A council facing a £6.6 million funding shortfall to meet demand for extra school places has come under fire for handing a windfall worth almost £500,000 to a £15 million new free school.
Campaigners are now threatening to take action after the Royal borough of Windsor and Maidenhead council decided to hand Holyport College £480,000 of funding from developers.
The free school – sponsored by Eton College – was founded in September 2014 by the council’s deputy leader Simon Dudley, who is also chair of governors.
The day and boarding school aims to provide places for children whose parents have been “priced out” of the independent school market. Boarding fees start at £11,825.
It became embroiled in the funding row in March after the council made a U-turn on plans to share the cash secured from a section 106 agreement – money paid by a developer to the council to reduce the impact of a development – with nine schools across the borough.
The council says new regulations meant the money could only go to one named school expansion project.
Holyport was chosen because it was deemed the most oversubscribed school in the borough, with 241 applications for 22 day places in year 7 last year.
Its capacity was this year boosted by 48 places, which will lead to a potential roll of 548. But only 32 extra pupils were admitted this September. The extra 16 are spots in the sixth form, which has yet to open.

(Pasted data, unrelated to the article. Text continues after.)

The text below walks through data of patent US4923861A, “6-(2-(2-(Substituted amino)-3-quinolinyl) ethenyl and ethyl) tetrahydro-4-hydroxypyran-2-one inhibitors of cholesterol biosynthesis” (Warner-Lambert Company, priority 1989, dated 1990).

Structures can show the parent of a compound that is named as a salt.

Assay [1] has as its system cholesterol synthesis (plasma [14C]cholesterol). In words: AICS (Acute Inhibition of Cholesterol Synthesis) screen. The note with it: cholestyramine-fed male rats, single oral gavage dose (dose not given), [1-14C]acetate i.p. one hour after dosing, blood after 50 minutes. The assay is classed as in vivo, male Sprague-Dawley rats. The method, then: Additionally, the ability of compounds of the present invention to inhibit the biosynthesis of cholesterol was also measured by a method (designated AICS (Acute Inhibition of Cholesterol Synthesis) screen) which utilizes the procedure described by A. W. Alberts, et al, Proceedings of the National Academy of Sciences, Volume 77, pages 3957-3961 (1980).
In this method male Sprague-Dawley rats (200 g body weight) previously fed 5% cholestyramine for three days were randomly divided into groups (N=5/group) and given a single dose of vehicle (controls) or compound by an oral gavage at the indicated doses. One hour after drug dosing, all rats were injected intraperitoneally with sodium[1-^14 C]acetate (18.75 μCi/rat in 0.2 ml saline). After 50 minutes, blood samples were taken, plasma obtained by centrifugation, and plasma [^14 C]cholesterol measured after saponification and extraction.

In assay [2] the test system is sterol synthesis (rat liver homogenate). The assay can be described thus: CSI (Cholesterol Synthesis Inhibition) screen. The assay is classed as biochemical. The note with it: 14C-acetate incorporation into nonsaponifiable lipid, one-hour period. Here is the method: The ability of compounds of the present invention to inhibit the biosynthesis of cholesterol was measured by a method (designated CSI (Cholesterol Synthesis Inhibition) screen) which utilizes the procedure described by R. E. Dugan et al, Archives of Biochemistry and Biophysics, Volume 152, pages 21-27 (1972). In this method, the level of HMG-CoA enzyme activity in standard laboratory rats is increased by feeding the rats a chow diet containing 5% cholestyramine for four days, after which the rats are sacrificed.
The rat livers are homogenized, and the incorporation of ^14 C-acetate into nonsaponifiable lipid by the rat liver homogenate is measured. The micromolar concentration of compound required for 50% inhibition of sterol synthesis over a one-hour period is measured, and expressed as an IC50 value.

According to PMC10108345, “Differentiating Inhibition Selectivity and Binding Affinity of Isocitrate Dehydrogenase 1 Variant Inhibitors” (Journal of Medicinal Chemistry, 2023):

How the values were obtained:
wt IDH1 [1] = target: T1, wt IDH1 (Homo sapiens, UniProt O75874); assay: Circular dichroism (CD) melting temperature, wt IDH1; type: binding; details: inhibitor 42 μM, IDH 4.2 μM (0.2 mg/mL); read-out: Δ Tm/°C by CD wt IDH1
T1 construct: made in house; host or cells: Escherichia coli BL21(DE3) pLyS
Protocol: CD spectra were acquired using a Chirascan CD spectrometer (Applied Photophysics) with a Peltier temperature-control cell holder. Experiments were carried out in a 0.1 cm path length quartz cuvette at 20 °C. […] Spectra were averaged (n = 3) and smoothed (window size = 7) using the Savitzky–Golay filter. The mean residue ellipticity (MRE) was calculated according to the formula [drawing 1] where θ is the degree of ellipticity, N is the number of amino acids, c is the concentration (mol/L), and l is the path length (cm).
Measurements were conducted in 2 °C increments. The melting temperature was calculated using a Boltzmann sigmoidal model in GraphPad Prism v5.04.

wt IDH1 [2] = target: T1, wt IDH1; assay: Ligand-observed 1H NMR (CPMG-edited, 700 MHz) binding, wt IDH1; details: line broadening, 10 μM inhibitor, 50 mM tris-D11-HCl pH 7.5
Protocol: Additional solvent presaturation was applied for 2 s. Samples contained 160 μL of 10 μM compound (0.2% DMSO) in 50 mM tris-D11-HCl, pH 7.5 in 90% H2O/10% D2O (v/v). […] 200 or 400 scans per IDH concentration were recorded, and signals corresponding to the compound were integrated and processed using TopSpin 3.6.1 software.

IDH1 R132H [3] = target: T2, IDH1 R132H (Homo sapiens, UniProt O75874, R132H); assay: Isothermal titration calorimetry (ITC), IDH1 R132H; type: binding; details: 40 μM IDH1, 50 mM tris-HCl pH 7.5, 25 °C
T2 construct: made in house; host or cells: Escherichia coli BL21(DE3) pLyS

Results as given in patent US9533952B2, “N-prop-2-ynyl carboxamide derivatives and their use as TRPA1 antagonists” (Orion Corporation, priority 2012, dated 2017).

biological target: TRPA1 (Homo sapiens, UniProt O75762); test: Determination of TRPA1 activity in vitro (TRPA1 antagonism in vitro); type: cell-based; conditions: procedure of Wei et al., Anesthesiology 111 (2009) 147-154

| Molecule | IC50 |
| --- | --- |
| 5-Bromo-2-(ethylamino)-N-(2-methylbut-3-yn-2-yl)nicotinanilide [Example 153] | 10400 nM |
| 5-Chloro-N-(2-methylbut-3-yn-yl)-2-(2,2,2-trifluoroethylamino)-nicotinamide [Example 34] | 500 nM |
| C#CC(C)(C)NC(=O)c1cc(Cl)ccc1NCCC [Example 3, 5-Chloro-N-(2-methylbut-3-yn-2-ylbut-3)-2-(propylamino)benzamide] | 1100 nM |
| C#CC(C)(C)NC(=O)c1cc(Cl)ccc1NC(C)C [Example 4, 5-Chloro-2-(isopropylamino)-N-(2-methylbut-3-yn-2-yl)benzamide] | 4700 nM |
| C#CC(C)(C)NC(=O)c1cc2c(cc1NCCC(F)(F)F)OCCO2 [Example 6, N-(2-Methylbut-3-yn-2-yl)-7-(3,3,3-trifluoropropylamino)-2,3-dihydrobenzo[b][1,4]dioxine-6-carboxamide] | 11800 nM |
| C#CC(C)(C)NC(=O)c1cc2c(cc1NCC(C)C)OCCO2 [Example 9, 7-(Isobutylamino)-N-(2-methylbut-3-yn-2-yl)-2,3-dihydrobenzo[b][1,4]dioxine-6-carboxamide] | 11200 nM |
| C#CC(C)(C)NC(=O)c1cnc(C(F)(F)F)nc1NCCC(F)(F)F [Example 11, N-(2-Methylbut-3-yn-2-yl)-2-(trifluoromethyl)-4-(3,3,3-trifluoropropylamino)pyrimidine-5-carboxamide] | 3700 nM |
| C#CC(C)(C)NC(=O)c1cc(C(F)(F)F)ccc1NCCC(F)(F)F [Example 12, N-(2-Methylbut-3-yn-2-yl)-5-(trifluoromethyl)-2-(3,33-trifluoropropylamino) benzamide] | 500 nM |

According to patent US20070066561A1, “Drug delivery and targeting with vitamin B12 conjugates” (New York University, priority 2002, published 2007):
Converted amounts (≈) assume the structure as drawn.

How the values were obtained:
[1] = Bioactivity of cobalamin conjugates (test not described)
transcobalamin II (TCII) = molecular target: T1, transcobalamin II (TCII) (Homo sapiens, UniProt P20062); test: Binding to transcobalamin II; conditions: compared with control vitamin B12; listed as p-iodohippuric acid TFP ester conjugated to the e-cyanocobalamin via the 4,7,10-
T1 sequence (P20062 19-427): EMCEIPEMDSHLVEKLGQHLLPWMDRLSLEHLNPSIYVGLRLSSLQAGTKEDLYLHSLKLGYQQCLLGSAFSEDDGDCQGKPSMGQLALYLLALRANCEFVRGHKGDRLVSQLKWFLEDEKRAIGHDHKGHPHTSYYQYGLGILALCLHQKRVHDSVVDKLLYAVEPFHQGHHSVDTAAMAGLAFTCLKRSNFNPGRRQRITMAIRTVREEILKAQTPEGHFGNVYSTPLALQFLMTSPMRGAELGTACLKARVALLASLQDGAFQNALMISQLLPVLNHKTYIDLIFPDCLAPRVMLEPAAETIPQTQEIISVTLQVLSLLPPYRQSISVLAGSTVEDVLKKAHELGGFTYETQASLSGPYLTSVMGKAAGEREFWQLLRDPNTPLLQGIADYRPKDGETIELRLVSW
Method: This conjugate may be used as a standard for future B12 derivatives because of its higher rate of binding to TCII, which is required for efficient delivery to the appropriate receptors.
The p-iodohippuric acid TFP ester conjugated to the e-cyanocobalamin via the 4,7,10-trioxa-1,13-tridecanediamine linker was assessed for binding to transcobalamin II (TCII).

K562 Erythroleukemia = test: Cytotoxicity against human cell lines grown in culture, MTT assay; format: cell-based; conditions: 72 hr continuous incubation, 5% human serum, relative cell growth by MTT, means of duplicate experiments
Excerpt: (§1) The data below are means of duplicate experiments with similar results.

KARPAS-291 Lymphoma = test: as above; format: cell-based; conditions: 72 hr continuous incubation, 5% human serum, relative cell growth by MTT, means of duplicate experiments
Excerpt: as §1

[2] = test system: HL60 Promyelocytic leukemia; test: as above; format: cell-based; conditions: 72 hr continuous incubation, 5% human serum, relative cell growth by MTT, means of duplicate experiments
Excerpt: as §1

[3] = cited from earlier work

The controversial decision comes amid an impending shortage of places in the region – although cabinet councillors were last night due to decide whether to delay expanding three schools in light of a £6.6 million funding shortfall within the local authority.
A council spokesperson said the delay would affect a revised expansion programme, due to begin in 2017, which took into account forecasts of pupil place requirements.
“There is no delay to when required places are being provided,” she added.
The council had previously said it would only allow expansion for schools rated good or outstanding by Ofsted, and those that met “coasting” criteria.
That was due to be revised last night as all the schools in one of its areas – Maidenhead – did not meet the targets.
It is another issue that has angered campaigners as Holyport has not yet been inspected or had any exam results, so does not meet the expansion targets.
When questioned during a council meeting in July, council leader David Burbage said the rules did not apply to Holyport as it was a new school.
Then children’s services chief Alison Alexander, since promoted to managing director at the council, made the decision behind closed doors to award all the money to Holyport.
The council said because it focused negotiations on one scheme, it was able to secure three times the amount of cash from developers.
During negotiations council officers also secured £135,000 for another school, Furze Platt. However, this further angered campaigners as Mr Dudley’s wife sits on the school’s board of governors.
They have also raised questions about why Holyport sent out letters offering extra places weeks before the money was officially agreed by full council.
More than 1,600 residents have signed a petition calling for the decision to be revoked.
Campaigners are now threatening to call in the ombudsman should the council not provide more answers.